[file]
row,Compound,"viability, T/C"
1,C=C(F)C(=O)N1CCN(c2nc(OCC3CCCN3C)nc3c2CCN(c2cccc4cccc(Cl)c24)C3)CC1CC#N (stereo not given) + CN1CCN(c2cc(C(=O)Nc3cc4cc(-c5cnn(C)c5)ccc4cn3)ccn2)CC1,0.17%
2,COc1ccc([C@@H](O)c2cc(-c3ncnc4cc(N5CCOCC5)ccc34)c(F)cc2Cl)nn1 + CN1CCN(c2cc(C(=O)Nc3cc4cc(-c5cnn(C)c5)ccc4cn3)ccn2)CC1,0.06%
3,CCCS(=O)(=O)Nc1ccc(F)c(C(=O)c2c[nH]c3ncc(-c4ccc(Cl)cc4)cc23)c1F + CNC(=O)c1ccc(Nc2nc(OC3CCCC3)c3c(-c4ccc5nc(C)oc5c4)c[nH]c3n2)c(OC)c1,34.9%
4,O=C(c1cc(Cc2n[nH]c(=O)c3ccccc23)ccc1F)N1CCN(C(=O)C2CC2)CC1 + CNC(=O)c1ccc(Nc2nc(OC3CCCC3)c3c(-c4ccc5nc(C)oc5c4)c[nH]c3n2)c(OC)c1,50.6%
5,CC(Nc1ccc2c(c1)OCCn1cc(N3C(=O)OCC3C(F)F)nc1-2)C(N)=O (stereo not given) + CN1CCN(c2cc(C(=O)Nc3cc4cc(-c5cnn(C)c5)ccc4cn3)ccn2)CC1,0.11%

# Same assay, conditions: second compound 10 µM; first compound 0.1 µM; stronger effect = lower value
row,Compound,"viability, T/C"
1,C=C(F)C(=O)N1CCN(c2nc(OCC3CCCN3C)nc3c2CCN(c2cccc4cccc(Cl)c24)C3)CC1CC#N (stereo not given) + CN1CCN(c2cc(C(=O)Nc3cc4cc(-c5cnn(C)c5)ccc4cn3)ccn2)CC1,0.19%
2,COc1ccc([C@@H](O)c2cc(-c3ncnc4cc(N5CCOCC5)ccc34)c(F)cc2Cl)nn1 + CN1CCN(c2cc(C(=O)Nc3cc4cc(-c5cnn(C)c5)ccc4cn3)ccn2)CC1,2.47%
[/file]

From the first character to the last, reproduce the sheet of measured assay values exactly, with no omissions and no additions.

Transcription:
row,Compound,"viability, T/C"
1,C=C(F)C(=O)N1CCN(c2nc(OCC3CCCN3C)nc3c2CCN(c2cccc4cccc(Cl)c24)C3)CC1CC#N (stereo not given) + CN1CCN(c2cc(C(=O)Nc3cc4cc(-c5cnn(C)c5)ccc4cn3)ccn2)CC1,0.17%
2,COc1ccc([C@@H](O)c2cc(-c3ncnc4cc(N5CCOCC5)ccc34)c(F)cc2Cl)nn1 + CN1CCN(c2cc(C(=O)Nc3cc4cc(-c5cnn(C)c5)ccc4cn3)ccn2)CC1,0.06%
3,CCCS(=O)(=O)Nc1ccc(F)c(C(=O)c2c[nH]c3ncc(-c4ccc(Cl)cc4)cc23)c1F + CNC(=O)c1ccc(Nc2nc(OC3CCCC3)c3c(-c4ccc5nc(C)oc5c4)c[nH]c3n2)c(OC)c1,34.9%
4,O=C(c1cc(Cc2n[nH]c(=O)c3ccccc23)ccc1F)N1CCN(C(=O)C2CC2)CC1 + CNC(=O)c1ccc(Nc2nc(OC3CCCC3)c3c(-c4ccc5nc(C)oc5c4)c[nH]c3n2)c(OC)c1,50.6%
5,CC(Nc1ccc2c(c1)OCCn1cc(N3C(=O)OCC3C(F)F)nc1-2)C(N)=O (stereo not given) + CN1CCN(c2cc(C(=O)Nc3cc4cc(-c5cnn(C)c5)ccc4cn3)ccn2)CC1,0.11%

# Same assay, conditions: second compound 10 µM; first compound 0.1 µM; stronger effect = lower value
row,Compound,"viability, T/C"
1,C=C(F)C(=O)N1CCN(c2nc(OCC3CCCN3C)nc3c2CCN(c2cccc4cccc(Cl)c24)C3)CC1CC#N (stereo not given) + CN1CCN(c2cc(C(=O)Nc3cc4cc(-c5cnn(C)c5)ccc4cn3)ccn2)CC1,0.19%
2,COc1ccc([C@@H](O)c2cc(-c3ncnc4cc(N5CCOCC5)ccc34)c(F)cc2Cl)nn1 + CN1CCN(c2cc(C(=O)Nc3cc4cc(-c5cnn(C)c5)ccc4cn3)ccn2)CC1,2.47%